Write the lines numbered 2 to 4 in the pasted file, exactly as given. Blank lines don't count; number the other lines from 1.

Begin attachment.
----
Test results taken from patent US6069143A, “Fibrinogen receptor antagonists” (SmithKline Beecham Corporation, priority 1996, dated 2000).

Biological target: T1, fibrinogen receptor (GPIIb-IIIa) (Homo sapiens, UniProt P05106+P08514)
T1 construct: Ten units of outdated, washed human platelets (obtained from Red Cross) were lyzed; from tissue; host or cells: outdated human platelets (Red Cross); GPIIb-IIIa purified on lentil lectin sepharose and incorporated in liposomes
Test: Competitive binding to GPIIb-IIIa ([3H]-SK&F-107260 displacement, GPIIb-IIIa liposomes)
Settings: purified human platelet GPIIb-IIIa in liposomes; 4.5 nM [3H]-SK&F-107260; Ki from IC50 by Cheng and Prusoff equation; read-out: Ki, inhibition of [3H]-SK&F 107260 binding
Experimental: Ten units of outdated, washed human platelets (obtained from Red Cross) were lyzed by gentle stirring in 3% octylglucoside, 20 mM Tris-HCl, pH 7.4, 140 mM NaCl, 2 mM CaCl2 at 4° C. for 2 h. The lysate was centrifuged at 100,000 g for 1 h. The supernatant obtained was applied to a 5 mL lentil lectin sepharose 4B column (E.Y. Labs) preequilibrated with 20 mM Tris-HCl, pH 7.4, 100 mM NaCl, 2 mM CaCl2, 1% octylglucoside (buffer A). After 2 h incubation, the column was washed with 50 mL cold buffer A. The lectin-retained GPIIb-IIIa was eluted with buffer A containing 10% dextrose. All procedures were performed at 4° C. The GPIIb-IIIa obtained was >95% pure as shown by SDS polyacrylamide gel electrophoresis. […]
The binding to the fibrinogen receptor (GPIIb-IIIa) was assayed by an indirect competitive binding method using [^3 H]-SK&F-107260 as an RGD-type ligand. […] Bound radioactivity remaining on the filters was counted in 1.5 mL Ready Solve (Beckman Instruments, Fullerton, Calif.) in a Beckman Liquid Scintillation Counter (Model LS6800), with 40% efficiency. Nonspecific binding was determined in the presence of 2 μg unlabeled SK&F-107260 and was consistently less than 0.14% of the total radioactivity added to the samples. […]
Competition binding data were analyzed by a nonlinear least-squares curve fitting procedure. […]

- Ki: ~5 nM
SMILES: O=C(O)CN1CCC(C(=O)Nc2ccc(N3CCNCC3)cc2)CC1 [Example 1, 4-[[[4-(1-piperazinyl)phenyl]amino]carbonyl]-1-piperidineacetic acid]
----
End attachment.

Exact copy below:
Biological target: T1, fibrinogen receptor (GPIIb-IIIa) (Homo sapiens, UniProt P05106+P08514)
T1 construct: Ten units of outdated, washed human platelets (obtained from Red Cross) were lyzed; from tissue; host or cells: outdated human platelets (Red Cross); GPIIb-IIIa purified on lentil lectin sepharose and incorporated in liposomes
Test: Competitive binding to GPIIb-IIIa ([3H]-SK&F-107260 displacement, GPIIb-IIIa liposomes)